The natives presented their claims and demanded that these be discussed in the presence of the FUNAI President, the Federal Public Prosecutor, and a representative of Teles Pires Hydroelectric Plant (CHTP). All attended the call.

Some demands were specifically targeted at Teles Pires Hydroelectric Plant (CHTP). These included visits to (and restitution of) the funeral urns found in the project's archaeological activities, and also a bus. From EESM, protesters requested and obtained a 20-ton truck and a transit house in Jacareacanga.

One of the protesters' concerns involved the alleged 'theft' of funerary urns (sacred to the Munduruku ethnic group) from one of their worship sites in Sete Quedas. The site had been flooded by the reservoir of another hydroelectric plant, located upstream of the São Manoel project — Teles Pires HPP, operated by Companhia Hidrelétrica de Teles Pires.

On the banks of that site, workers discovered some urns and other archaeological artifacts which were then rescued and sent to a museum, following instructions from the Institute for Historical and Artistic Heritage located in the city of Alta Floresta. The Munduruku were able to visit the urns and select the specific place where a building would be built to house them. The Teles Pires HPP concessionaire became responsible for the urns' safety and for the construction of the building where they would remain permanently.

São Manoel Plant is located 40 km from Sete Quedas and had no connection whatsoever with this incident, which centered on the destiny of the archaeological pieces found during the construction of Teles Pires HPP. 

More quality of life for indigenous peoples

In order to mitigate the damage caused to the communities that have been displaced due to the construction of the power plant, the São Manoel project has set in motion several initiatives to support and improve the living conditions of these people, who lived precariously before the plant arrived. Implemented in several villages, such measures include wells for drinking water supply, new health centers and schools (including school grants and support to natives' education), as well as new structures such as meeting rooms and community kitchens.

We visited Gleba São Benedito to find out what has changed after a €1.4 million investment in agricultural equipment, vehicles and infrastructure: a school, a health center, several renovated lodgings, an indoor sports park, and an artesian well.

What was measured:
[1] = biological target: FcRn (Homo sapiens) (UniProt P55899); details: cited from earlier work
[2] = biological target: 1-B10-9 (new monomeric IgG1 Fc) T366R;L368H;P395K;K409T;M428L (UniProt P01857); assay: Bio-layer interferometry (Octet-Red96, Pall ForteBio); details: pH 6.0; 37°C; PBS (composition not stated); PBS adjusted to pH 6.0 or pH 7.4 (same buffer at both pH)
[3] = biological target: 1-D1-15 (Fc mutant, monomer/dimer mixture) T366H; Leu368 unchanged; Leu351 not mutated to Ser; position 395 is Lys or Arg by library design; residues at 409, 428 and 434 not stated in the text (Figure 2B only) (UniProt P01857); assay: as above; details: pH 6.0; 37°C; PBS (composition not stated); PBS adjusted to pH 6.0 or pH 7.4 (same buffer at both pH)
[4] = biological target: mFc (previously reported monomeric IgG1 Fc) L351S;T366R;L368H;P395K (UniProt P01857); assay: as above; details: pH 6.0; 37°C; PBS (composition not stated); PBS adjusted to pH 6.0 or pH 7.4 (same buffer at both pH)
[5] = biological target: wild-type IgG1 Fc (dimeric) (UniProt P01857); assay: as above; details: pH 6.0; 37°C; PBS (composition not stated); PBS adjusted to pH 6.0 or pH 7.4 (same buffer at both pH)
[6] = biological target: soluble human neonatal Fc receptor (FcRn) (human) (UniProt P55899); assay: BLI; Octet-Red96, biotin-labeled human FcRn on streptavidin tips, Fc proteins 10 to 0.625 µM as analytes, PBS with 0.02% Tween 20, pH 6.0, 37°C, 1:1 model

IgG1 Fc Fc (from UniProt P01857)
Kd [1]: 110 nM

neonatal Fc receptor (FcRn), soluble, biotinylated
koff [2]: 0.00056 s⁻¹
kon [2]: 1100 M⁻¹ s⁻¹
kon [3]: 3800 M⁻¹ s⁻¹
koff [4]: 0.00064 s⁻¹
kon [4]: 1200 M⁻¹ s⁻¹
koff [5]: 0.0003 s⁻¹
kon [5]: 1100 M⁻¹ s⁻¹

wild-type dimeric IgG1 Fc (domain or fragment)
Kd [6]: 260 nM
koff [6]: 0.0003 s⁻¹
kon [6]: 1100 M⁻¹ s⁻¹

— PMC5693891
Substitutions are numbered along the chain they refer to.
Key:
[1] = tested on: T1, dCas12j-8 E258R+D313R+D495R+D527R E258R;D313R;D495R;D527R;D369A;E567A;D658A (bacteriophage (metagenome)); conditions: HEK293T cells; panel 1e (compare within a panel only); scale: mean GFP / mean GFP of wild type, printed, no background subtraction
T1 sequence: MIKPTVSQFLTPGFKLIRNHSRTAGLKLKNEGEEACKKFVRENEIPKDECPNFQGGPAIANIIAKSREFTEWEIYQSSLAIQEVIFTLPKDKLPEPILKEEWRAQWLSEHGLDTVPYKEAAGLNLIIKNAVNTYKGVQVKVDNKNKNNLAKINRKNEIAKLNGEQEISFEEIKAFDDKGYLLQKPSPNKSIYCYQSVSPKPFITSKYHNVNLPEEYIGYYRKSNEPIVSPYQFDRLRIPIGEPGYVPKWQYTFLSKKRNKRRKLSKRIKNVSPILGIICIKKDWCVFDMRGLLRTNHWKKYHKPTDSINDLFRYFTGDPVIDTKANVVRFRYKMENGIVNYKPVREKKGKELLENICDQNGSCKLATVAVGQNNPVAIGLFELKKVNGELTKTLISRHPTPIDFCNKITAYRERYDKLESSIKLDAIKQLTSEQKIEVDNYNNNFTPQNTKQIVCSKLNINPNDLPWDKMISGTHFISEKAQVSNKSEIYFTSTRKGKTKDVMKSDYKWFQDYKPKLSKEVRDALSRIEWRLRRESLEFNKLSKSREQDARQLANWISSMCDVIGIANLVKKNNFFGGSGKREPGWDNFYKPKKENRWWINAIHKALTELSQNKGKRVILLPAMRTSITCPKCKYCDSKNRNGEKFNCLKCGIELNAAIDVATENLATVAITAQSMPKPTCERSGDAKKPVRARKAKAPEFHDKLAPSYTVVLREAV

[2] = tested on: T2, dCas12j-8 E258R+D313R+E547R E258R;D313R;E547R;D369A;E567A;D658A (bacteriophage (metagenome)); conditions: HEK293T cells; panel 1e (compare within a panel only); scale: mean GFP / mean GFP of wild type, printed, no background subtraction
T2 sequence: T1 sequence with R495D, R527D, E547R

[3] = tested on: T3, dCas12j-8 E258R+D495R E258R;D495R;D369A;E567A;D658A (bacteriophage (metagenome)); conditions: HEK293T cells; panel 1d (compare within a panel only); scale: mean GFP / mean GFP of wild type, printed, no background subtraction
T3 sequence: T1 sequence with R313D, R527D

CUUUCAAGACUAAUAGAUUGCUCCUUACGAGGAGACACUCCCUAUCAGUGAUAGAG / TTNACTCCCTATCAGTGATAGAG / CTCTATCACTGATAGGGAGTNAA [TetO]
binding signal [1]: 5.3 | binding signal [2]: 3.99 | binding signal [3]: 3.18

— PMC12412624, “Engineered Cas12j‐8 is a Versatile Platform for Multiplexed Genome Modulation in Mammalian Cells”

At school, gone are the days of children playing outdoors come rain or come shine, and so is the small kitchen with an old stove in the corner, the tiny bathroom for all students, and the outdated classroom. A new school will be built on the site. “The new school, because of the new structure, is going to improve things a lot,”  the teacher points out, adding that during her 10 years at the school, she has had to work as a driver and cook whenever necessary. “It's already more than a simple classroom. It's going to have a kitchen, a cafeteria, a sports hall... It will solve many problems, it will be a huge improvement, both for me and the community,” she says. And she ends with a smile: “My God! The fact that it worked is a blessing!”

In Alta Floresta, the neighbouring municipality, several improvement works were carried out at CRES, a center dedicated to restoring children's self-esteem.

And in Paranaita, the town where the plant's reservoir will be located, São Manoel has invested about €3.5 million in infrastructure works, including the renovation and expansion of the municipal hospital, the construction of a station for the military police, and the paving of two neighbourhoods.

Reforesting and reusing

Let's leave our small village behind and head into the forest to consider another reality which the São Manoel project has also had to take into account: the preservation of the Amazon Rainforest.

In order to begin the construction of the dam, it was necessary to conduct a vegetation suppression study. Vegetation suppression consists of removing a portion of the vegetation in a certain area so as to allow for other soil uses or, in this case, the implementation of an infrastructure. In Brazil, this operation requires permission from the Secretariat for the Environment.